Jellinek v. Forlander (In re Jellinek)

Decision Date12 October 2022
Docket NumberBANKRUPTCY NO. 22-01836-MM7,ADVERSARY NO. 22-90038
Parties IN RE L. Robert JELLINEK, Debtor. L. Robert Jellinek, Plaintiff(s) v. William "Tom" Forlander and Advance Products & Systems, LLC, Defendant(s)
CourtU.S. Bankruptcy Court — Southern District of California

Gregory Weston, The Weston Firm, PC, San Diego, CA, for Plaintiffs.

APPROVED AS TO FORM: Martin A. Eliopulos, Esq., Higgs, Fletcher & Mack LLP, Attorneys for Defendants Advanced Products & Systems, Inc. and William "Tom" Forlander

ORDER ON
Motion for Summary Judgment and Motion to Dismiss

Margaret M. Mann, United States Bankruptcy Judge The court orders as set forth on the continuation pages attached and numbered 2 through 10 with exhibits, if any, for a total of 10 pages. Motion/Application Docket Entry No. 3/9.

Debtor L. Robert Jellinek ("Jellinek") filed a Chapter 7 bankruptcy petition on July 13, 2022. He then filed a Complaint to Determine Dischargeability of Debt and for Declaratory Relief against creditors William "Tom" Forlander and Advance Products & Systems, LLC ("APS") (collectively "Forlander"). Adv. Docket, Doc 1. The Complaint alleges one cause of action and seeks a determination of dischargeability under § 523(a)(7) of a debt for $590,865.40 which Jellinek owes to Forlander pursuant to an Order for Victim Restitution.

Jellinek filed a Motion for Summary Judgment on August 3, 2022, seeking a ruling that the exceptions to discharge set forth in Bankruptcy Code sections 523(a)(7) and (a)(13) do not apply to the Order of Victim Restitution. Adv. Docket, Doc. 3.

On August 19, 2022, Forlander filed a Statement of Conditional Opposition to Jellinek's Motion for Summary Judgment. Adv. Docket, Doc. 6.

On August 26, 2022, Forlander filed a Motion to Dismiss the Adversary Complaint under Fed. R. Bank, P, Rule 12(b)(6). Adv. Docket, Doc 9.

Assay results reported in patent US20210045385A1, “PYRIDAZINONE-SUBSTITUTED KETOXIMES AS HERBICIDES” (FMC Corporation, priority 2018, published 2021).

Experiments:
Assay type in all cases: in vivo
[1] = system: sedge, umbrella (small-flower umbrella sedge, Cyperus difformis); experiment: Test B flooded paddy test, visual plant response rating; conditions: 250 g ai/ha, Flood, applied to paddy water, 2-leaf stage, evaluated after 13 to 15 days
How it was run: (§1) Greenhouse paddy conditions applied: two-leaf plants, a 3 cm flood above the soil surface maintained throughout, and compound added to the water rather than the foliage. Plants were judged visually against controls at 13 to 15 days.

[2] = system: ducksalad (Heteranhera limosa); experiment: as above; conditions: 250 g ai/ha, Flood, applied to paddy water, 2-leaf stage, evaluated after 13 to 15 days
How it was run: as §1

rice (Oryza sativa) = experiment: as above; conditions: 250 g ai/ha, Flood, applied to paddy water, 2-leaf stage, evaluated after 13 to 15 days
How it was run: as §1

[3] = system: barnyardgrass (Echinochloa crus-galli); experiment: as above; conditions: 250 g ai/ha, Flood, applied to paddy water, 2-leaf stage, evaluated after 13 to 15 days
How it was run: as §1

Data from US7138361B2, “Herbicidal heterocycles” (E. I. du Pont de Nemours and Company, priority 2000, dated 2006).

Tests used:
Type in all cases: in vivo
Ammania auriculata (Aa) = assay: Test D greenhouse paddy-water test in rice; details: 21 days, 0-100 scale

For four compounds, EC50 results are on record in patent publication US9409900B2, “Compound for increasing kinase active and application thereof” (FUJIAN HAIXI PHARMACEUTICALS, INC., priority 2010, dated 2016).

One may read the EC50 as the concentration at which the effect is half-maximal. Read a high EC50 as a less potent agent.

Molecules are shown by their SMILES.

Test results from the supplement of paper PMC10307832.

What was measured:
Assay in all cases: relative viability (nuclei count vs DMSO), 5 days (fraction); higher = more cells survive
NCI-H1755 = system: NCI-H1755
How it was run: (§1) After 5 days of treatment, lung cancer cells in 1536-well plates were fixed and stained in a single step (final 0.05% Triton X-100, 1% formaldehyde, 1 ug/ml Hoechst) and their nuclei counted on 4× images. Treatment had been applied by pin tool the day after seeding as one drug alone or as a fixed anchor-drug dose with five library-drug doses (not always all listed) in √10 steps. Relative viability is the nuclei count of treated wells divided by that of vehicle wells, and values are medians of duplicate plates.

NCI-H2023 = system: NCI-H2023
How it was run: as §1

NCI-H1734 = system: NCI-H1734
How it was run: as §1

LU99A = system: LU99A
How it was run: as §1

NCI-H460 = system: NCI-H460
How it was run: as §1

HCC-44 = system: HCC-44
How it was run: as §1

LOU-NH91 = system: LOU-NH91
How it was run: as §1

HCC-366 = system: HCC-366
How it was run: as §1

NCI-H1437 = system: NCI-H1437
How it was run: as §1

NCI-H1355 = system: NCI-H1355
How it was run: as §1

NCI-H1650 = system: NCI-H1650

On September 1, 2022, the Bankruptcy Court issued a minute order consolidating the hearing on the two motions. Adv. Docket, Doc. 12.

On October 3, 2022, the Bankruptcy Court issued a Tentative Ruling to grant Jellinek's Motion for Summary Judgment and to deny Forlander's Motion to Dismiss. Adv. Docket, Doc. 15.

The Bankruptcy Court held oral argument on October 6, 2022.

Following argument, the Court adopted its Tentative Ruling.

Based on the Jellinek Adversary Complaint, the Jellinek Motion for Summary Judgment, Forlander's Opposition to the Motion for Summary Judgment and the additional briefing by the parties, Forlander's Motion to Dismiss the Adversary Complaint and the additional briefing by the parties, the papers and pleadings on file in the Jellinek Chapter 7 bankruptcy case and the Jellinek Adversary Proceeding, the Tentative Ruling and good cause appearing therefore, The Bankruptcy Court hereby rules as follows:

1. The Bankruptcy Court's Tentative Ruling, a true and copy of which is attached to this Order as Exhibit "A", is hereby confirmed as the final order of the Bankruptcy Court and hereby incorporated herein by reference in its entirety;
2. With respect to the Jellinek Motion for Summary Judgment, the Bankruptcy Court hereby:
a. GRANTS Jellinek's Motion for Summary Judgment; and
b. DENIES Forlander's Motion to Dismiss; and
3. Accordingly, the Bankruptcy Court hereby enters Summary Judgment holding that the exceptions to discharge set forth in Bankruptcy Code sections 523(a)(7) and (a)(13) do not apply to the Order of Victim Restitution.

IT IS SO ORDERED.

EXHIBIT A

TENTATIVE RULING

ISSUED BY JUDGE MARGARET M. MANN

Bankruptcy Case Name L. Robert Jellinek
Motions: PLAINTIFF'S MOTION FOR SUMMARY JUDGMENT AND DEFENDANTS' MOTION TO DISMISS

L. Robert Jellinek ("Jellinek") filed a Chapter 7 bankruptcy petition on July 13, 2022. He then filed a Complaint to Determine Dischargeability of Debt and for Declaratory Relief against William "Tom" Forlander and Advance Products & Systems, LLC ("APS") (collectively "Forlander" or "Defendants"). Doc 1. The Complaint seeks a determination of dischargeability under § 523(a)(7) of a debt for $590,865.40 which Jellinek owes to Forlander pursuant to an Order for Victim Restitution ("OVR") entered in San Diego Superior Court on February 6, 2018.

Jellinek filed a Motion for Summary Judgment ("MSJ") on August 3, 2022, Doc. 3 which Forlander conditionally opposed. Doc 6. On August 26, 2022, Forlander then filed a Motion to Dismiss ("MTD") under Rule 12(b)(6). Doc 9.

The court issued a tentative ruling scheduling Jellinek's MSJ and Forlander's MTD for hearing at the same time. Doc 11. Both parties agree the facts are undisputed that Forlander holds an unpaid OVR which does not arise under Title 18 of the United States Code so that dischargeability under § 523(a) 13) is inapplicable. Also, it is undisputed that no basis for denial of discharge under § 727 was alleged in the complaint. But the parties reach opposite conclusions as to whether the OVR is dischargeable or not under § 523(a)(7).

The court agrees with Jellinek's position and will grant him summary judgment.